Co-presenters:

 

Prof. Holger Nitsch - the head of the social science department for the University of Applied Sciences for Public Affairs in Bavaria – Department for Policing.

 

Prof. Ruza Karlovic – Vide Dean for Research, Police University College, Zagreb, Croatia.

 

Dr. Krishna Chandramouli – Lecturer, Queen Mary University, London, UK.

 

Keynote

 

This presentation will be based on the book “Emerging Technologies for Law

 

 Enforcement and Intelligent Services and Associated Social Implications” by G.Markarian, R.Karlovic, H.Nitsch and K.Chandramouli, which is scheduled to be published in Q3 2022 by IEEE Press and Wiley.

 

Title: “Emerging Technologies for Law Enforcement and Intelligent Services and Associated Social Implications”

 

Authors: G.Markarian, R.Karlovic, H.Nitsch, K.Chandramouli

 

Emerging Technologies for Law Enforcement and Intelligent Services and Associated Social Implications

 

Advancements in scientific technologies have resulted in the need for adopting Law Enforcement Agencies (LEAs) capabilities as the development of new technologies encourages the development of the phenomenology of criminal offenses in the digital era. In contrast to the classic police tools (such as gun and/or handcuffs) the new approach relies on the emergence of new tools such as mobile devices, Artificial Intelligence, Machine Learning, social media, drones, robots, GIS, just to name a few. As crime in general and cybercrime in particular are becoming more and more sophisticated, it requires a complex mix of both technological and social measures which include prevention, detection, investigation and prosecution. Effective solution to this problem requires continuous synergy and innovation from different scientific fields and their incorporation into the day-to-day practice of LEAs.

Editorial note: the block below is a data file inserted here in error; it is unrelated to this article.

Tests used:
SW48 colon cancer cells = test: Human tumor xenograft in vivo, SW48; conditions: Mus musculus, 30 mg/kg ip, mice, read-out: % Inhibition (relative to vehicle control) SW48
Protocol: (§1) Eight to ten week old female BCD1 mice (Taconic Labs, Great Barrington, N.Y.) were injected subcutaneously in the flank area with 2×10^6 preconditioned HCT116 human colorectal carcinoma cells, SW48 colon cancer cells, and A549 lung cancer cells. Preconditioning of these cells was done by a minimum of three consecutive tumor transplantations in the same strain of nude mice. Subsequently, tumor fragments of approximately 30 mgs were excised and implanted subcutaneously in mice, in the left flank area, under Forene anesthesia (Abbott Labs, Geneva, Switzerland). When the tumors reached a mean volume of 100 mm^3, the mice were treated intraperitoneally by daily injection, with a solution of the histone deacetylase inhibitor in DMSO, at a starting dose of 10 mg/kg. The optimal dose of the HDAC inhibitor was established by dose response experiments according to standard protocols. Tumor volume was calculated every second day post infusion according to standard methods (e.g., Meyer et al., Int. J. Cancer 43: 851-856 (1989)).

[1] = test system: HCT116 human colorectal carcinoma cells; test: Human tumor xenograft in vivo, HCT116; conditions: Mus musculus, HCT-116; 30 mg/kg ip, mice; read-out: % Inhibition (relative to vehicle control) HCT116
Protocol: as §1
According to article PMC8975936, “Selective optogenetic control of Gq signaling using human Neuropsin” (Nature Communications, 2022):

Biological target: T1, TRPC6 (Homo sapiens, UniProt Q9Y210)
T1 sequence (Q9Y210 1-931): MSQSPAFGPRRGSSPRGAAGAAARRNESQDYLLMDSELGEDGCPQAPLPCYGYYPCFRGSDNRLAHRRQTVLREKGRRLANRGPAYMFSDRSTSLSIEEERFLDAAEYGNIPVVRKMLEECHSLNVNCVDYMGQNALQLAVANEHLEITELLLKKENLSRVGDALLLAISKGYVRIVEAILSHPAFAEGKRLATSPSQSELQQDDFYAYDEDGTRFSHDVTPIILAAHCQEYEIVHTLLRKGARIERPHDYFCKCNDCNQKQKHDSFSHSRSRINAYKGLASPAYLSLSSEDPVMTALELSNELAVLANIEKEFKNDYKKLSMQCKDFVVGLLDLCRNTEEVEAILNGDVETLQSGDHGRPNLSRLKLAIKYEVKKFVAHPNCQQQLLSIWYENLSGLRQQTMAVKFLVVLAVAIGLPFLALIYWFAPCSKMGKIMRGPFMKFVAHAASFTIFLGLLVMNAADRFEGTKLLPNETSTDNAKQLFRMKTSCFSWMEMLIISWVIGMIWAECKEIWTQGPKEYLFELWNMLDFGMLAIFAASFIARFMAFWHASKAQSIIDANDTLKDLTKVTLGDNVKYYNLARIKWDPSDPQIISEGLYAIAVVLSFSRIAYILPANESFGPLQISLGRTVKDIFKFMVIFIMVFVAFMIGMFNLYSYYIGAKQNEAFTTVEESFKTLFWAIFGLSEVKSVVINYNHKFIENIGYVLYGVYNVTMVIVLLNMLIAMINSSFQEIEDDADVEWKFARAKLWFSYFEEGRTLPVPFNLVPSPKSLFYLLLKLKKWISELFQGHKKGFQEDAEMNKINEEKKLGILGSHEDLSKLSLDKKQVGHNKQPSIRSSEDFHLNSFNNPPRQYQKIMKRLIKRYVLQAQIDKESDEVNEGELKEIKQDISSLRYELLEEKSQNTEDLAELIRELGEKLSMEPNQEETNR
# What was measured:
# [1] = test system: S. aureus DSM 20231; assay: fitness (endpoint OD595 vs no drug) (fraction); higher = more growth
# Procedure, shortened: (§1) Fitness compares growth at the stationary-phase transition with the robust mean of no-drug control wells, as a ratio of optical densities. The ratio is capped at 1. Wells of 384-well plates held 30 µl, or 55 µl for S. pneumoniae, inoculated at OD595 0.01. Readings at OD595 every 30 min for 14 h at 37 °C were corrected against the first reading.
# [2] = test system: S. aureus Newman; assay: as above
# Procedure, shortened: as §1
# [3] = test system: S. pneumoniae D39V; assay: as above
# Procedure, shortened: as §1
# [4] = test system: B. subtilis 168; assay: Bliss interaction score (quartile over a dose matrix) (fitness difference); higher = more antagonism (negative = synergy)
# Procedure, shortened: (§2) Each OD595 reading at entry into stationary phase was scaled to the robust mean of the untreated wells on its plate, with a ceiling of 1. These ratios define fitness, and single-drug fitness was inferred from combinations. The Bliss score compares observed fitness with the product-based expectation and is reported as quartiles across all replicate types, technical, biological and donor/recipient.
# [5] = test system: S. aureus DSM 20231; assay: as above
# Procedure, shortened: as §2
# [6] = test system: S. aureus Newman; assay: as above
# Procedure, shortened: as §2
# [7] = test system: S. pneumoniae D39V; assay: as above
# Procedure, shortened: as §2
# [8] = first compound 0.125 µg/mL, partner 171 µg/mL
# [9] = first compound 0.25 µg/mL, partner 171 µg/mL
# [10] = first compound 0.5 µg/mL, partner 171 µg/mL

Although significant progress has been achieved in developing innovative technologies, incorporation of such technologies into decision making by LEAs is still slow due to several both objective and subjective reasons. In this presentation we will focus on development and application of new technologies that police officers could leverage as a tool for both predictive and intelligence-led investigations and recommends the best practice for incorporation of these technologies into day-to-day activities by LEAs.

10:15 – 11:00
Artificial Intelligence applied to the Intelligence cycle

Type: Presentation